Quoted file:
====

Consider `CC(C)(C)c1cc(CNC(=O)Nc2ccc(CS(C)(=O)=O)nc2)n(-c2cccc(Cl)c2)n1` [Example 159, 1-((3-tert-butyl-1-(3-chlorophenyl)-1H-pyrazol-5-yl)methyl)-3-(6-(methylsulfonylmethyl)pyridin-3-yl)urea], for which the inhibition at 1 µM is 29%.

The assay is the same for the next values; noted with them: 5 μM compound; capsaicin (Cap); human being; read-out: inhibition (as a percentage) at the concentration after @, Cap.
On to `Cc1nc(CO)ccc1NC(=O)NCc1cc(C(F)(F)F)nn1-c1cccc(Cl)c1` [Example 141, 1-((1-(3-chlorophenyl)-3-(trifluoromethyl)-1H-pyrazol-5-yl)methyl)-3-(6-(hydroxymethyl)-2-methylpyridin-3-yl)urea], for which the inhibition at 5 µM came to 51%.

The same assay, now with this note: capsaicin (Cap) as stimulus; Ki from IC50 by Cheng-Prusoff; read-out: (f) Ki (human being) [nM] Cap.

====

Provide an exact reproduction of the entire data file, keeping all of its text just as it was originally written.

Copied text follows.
Consider `CC(C)(C)c1cc(CNC(=O)Nc2ccc(CS(C)(=O)=O)nc2)n(-c2cccc(Cl)c2)n1` [Example 159, 1-((3-tert-butyl-1-(3-chlorophenyl)-1H-pyrazol-5-yl)methyl)-3-(6-(methylsulfonylmethyl)pyridin-3-yl)urea], for which the inhibition at 1 µM is 29%.

The assay is the same for the next values; noted with them: 5 μM compound; capsaicin (Cap); human being; read-out: inhibition (as a percentage) at the concentration after @, Cap.
On to `Cc1nc(CO)ccc1NC(=O)NCc1cc(C(F)(F)F)nn1-c1cccc(Cl)c1` [Example 141, 1-((1-(3-chlorophenyl)-3-(trifluoromethyl)-1H-pyrazol-5-yl)methyl)-3-(6-(hydroxymethyl)-2-methylpyridin-3-yl)urea], for which the inhibition at 5 µM came to 51%.

The same assay, now with this note: capsaicin (Cap) as stimulus; Ki from IC50 by Cheng-Prusoff; read-out: (f) Ki (human being) [nM] Cap.